The Son's Veto
As the story begins we are introduced to the protagonist, Sophy, who we soon learn comes from rather “humble” beginnings in a rural English village; a fact that plays a major role in her unhappiness throughout the story. After she marries into a more “proper” existence, Sophy and her new husband, a preacher twenty years her elder, are socially forced to relocate because they had committed “social suicide”(49) by combining two distinct classes. Here we can see a clear division of the classes and the problems that accompany any attempt to bridge the ‘gap’ between them, no matter how justified the case may be.
As the story continues we are presented with a number of other instances where Sophy is blatantly disrespected and underestimated as a human being because of her initial social standing. When her husband dies he makes sure to leave nothing for her because of her “inexperience” with economical matters. By safeguarding all his possessions with trustees, preplanning their son’s upper-class education, and leaving her nothing but an inner-city villa to live out her lowly existence in, Sophy’s husband clearly displays the apparent social prejudices that existed in nineteenth century England. He felt that a woman of her modest beginnings, despite exhibiting loyal service and affection throughout the years, could never handle such responsibility to properly head a “proper” household.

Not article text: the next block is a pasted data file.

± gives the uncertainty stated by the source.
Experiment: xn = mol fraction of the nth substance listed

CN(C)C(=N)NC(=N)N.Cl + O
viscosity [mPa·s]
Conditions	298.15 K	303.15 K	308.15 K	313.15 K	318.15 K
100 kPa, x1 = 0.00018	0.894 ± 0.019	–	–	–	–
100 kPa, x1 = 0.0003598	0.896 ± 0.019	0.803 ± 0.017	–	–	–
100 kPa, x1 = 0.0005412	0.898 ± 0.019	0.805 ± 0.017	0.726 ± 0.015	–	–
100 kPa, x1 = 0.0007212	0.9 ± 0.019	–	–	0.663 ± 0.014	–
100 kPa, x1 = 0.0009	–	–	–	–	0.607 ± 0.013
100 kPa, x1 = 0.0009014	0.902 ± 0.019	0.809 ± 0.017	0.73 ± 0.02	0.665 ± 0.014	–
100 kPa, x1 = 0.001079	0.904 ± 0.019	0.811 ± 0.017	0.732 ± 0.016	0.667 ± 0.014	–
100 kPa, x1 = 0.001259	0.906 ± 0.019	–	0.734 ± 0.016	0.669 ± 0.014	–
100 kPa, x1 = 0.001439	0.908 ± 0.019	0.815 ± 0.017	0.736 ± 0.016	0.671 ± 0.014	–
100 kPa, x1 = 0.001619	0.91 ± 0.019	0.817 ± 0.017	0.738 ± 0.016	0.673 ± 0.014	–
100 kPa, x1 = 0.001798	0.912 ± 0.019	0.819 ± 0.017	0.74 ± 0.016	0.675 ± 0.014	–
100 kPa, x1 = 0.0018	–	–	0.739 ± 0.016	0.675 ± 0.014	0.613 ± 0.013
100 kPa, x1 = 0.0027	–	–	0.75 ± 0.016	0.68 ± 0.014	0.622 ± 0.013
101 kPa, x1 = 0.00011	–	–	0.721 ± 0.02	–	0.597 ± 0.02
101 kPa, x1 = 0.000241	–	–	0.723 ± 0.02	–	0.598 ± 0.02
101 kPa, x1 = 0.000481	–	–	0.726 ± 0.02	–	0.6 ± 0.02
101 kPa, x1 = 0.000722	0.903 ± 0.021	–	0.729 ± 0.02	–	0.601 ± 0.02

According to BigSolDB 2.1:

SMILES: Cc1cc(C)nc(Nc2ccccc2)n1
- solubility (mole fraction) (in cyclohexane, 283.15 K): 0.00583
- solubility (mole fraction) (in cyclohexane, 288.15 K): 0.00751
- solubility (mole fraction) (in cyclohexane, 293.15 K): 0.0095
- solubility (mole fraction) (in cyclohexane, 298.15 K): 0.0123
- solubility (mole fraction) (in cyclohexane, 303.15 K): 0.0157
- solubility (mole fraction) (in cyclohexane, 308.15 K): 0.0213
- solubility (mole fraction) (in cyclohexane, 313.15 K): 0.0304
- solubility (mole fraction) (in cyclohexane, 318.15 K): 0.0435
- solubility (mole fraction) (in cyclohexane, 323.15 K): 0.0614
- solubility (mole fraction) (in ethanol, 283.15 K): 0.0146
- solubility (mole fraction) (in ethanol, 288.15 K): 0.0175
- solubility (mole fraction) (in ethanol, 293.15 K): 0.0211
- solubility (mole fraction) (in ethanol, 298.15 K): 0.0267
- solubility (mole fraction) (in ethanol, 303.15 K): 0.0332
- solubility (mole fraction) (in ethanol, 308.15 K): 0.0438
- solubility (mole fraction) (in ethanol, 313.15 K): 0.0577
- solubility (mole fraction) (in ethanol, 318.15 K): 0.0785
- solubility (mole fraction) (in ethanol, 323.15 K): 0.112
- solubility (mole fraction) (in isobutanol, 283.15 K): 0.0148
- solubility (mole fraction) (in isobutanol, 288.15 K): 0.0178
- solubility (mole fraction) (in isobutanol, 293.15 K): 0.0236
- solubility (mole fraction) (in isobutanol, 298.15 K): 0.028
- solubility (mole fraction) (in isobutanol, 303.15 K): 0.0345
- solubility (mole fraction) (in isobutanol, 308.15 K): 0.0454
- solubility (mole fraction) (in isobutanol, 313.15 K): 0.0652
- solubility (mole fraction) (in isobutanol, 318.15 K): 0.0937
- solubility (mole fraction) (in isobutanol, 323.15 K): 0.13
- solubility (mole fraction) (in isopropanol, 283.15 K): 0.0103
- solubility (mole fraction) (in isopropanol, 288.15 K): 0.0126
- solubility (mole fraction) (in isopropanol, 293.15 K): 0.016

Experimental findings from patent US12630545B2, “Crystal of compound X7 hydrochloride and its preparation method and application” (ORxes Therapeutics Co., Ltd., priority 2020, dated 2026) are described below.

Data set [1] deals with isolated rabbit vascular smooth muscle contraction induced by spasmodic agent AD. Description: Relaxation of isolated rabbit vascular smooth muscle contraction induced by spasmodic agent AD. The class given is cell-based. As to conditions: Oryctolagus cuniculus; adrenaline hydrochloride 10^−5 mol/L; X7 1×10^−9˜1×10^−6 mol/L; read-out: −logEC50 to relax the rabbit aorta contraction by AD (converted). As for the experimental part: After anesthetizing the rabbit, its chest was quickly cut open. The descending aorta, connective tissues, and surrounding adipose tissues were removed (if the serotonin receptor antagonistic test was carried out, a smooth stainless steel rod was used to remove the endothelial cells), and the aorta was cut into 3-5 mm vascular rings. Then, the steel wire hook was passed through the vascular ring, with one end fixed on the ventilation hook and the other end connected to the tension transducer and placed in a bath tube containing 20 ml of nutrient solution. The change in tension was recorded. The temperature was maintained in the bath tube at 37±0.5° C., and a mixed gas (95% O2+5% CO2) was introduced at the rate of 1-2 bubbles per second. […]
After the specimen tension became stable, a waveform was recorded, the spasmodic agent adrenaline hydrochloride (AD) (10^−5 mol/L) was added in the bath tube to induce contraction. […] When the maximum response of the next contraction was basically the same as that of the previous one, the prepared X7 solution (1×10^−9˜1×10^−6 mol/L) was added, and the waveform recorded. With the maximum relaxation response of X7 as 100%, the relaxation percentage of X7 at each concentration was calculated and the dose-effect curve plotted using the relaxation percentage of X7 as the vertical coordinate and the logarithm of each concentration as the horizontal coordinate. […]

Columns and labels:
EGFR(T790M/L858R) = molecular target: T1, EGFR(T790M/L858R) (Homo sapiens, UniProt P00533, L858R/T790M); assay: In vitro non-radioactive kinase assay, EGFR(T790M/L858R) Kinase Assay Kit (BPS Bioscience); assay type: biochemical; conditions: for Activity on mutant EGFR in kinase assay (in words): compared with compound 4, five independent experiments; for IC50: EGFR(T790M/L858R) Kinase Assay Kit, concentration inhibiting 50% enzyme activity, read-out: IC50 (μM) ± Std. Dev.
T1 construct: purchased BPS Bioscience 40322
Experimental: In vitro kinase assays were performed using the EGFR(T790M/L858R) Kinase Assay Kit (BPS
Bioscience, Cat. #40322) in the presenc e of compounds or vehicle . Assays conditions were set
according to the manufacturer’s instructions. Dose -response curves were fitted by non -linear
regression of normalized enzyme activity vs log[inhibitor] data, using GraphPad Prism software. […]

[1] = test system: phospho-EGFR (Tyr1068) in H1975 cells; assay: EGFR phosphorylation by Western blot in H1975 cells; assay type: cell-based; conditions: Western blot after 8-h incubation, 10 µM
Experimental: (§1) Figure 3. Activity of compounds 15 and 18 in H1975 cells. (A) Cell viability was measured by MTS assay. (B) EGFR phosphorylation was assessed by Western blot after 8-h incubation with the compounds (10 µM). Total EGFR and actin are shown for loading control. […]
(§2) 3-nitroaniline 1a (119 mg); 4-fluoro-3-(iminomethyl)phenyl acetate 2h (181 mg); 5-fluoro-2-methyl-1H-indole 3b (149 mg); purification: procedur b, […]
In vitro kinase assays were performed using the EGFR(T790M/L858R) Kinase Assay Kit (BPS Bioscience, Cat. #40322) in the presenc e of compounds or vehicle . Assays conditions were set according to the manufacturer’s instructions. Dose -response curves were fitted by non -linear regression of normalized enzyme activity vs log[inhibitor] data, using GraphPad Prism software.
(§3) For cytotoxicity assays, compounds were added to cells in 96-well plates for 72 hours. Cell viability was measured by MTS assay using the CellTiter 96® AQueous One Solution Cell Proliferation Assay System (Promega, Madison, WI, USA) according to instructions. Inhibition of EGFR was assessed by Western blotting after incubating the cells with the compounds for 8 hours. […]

The final instance of Hardy’s social critique comes in the form of Sophy’s son who believes himself to be a gentleman because of his father’s clerical position. From the story’s commencement we find him correcting his mother’s grammar and in a way, out-casting her because of her past. When he tells her that he is ashamed of her for wanting to remarry a man from her lower-class past it is evident that strong social prejudices existed during this time period. For a son to keep his own mother from acting on the only thing that would make her happy proved that...